Maryanne the "miracle" koala returned to the wild after bushfire wounds heal
Maryanne, the "miracle" koala, has been released, after being nursed back to health.
Australia's bushfires killed tens of thousands of koalas, but this plucky little youngster defied the odds.
Help koalas like Maryanne recover from the catastrophic bushfires.
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Koalas usually stay with their mothers until they're two years old, but Maryanne was just 12 months old and on her own when found on 18 December 2019 near Wivenhoe Dam wall, west of Brisbane.
She was underweight, dehydrated, and suffering with burnt paws after a bushfire swept through the area on 6 December 2019.
RSPCA veterinarian Claire Phillips and koala carer Trudi Timbs stumbled across Maryanne after investigating a rustling noise.
"It's a miracle we found her at all. If she’d been out there much longer she wouldn’t have made it,” said Dr Phillips.
Maryanne was taken to the RSPCA Wildlife Hospital, put on a drip, given pain relief and treatment for her burns.
The World Wide Fund for Nature donated funds to RSPCA Queensland to help it deal with the huge influx of wildlife patients, including Maryanne, following the bushfires.
After a few days of emergency treatment in the RSPCA Wildlife Hospital, Maryanne was sent to the Fernvale home of koala carers Peter Luker and Trudi Timbs, where at first the young koala was a bit standoffish.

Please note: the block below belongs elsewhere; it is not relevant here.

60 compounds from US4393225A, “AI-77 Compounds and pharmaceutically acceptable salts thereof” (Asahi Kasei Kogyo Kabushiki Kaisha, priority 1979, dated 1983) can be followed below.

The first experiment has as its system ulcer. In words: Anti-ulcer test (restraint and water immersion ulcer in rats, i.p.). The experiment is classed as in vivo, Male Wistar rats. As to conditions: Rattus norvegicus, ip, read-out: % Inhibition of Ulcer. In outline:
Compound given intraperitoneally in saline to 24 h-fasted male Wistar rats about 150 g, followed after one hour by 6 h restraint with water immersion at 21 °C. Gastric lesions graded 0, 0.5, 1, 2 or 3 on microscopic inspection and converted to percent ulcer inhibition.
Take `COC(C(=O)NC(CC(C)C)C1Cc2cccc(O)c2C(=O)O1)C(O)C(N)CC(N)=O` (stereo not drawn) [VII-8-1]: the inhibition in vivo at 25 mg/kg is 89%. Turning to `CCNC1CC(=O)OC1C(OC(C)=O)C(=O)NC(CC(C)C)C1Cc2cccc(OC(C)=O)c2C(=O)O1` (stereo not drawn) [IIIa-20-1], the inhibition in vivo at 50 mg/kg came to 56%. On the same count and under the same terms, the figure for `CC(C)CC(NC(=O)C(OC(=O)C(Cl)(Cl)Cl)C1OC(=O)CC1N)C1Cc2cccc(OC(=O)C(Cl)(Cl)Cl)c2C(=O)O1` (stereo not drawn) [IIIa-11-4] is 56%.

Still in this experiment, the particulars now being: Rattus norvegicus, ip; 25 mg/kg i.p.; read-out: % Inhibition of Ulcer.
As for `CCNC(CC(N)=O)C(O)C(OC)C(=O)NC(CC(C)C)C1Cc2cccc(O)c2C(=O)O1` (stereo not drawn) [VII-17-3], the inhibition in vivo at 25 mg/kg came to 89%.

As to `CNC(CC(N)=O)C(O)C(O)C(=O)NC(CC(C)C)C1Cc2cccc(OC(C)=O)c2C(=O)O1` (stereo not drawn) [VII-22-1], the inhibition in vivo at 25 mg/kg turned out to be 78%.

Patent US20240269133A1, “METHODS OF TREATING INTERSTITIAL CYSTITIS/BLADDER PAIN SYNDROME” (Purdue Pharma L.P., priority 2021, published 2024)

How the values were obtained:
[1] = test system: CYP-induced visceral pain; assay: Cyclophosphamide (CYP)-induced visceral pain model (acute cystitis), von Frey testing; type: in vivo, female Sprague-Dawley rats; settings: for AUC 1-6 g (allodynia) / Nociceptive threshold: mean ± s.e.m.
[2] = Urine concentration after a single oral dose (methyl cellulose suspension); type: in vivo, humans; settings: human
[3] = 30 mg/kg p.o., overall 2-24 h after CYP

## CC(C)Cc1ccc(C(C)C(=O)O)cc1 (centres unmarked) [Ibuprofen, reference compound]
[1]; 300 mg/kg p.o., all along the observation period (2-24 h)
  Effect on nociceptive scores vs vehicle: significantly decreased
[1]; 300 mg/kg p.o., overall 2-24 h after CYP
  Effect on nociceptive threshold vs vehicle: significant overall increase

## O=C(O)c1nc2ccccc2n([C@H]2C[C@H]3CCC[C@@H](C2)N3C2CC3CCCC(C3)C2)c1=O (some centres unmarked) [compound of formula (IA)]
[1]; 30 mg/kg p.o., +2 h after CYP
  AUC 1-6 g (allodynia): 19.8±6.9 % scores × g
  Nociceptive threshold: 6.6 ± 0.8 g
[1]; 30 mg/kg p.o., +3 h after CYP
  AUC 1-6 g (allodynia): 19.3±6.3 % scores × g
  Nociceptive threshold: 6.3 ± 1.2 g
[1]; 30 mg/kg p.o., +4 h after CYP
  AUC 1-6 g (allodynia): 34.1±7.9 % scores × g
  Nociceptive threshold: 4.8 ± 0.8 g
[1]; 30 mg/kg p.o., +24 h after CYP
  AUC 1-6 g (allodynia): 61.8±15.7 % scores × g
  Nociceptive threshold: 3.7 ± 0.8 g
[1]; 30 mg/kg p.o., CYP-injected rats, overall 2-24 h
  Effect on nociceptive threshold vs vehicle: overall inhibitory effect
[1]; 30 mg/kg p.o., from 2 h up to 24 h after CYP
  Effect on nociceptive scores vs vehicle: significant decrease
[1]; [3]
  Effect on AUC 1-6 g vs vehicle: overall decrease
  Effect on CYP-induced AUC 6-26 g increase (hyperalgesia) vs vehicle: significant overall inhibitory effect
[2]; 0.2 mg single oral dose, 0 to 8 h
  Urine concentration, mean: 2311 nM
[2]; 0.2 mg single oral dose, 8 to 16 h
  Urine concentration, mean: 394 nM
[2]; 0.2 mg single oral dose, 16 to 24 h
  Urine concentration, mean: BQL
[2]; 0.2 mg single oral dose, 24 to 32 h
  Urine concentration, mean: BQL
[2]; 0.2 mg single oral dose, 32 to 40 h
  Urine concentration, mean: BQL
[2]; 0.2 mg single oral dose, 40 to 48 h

“Then she became quite affectionate. You could pick her up and quite freely check her paws and put the salve on every day,” Mr Luker said.
After six months in care, Maryanne’s wounds healed, a missing claw grew back, and her weight more than doubled, going from 1.5 kg to a much healthier 3.5 kg.
This week it was time to release Maryanne back to the wild at a spot near where she was found. Watching on were Peter, Trudi, Claire and WWF-Australia’s Head of Healthy Land and Seascapes Darren Grover.
“It’s always a privilege to be able to see the difference WWF’s bushfire response funds can make for wildlife like Maryanne. She has been through trauma and come out the other end like a true Aussie battler,” said Mr Grover.'
“Everyone thinks you get sad when you release a koala. Actually you don’t. This is the reward for what we do. For a carer, this is the pinnacle,” said Mr Luker.
Maryanne Oliver, from the Ipswich Koala Protection Society, had the honour of opening the cage. After she raised $20,000 to help koalas in the area, the young koala was named after her.
When the cage door opened, Maryanne bolted to the top of a small ironbark eucalypt, and looked down at the smiling faces below. People who all played a role in her recovery.
Within minutes, she was stretching, scratching and eating leaf. It’s hoped that in the years ahead Maryanne will have offspring of her own and help to repopulate the area.
Darren Grover said WWF has helped more than 40 frontline wildlife organisations as part of its initial bushfire response but there is still a huge rebuilding effort needed to help restore habitat.
He said WWF will soon commence a series of wildlife care and habitat protection “Koala Bounce Back” projects to help this Australian icon recover from the impact of the bushfires and ongoing tree clearing.
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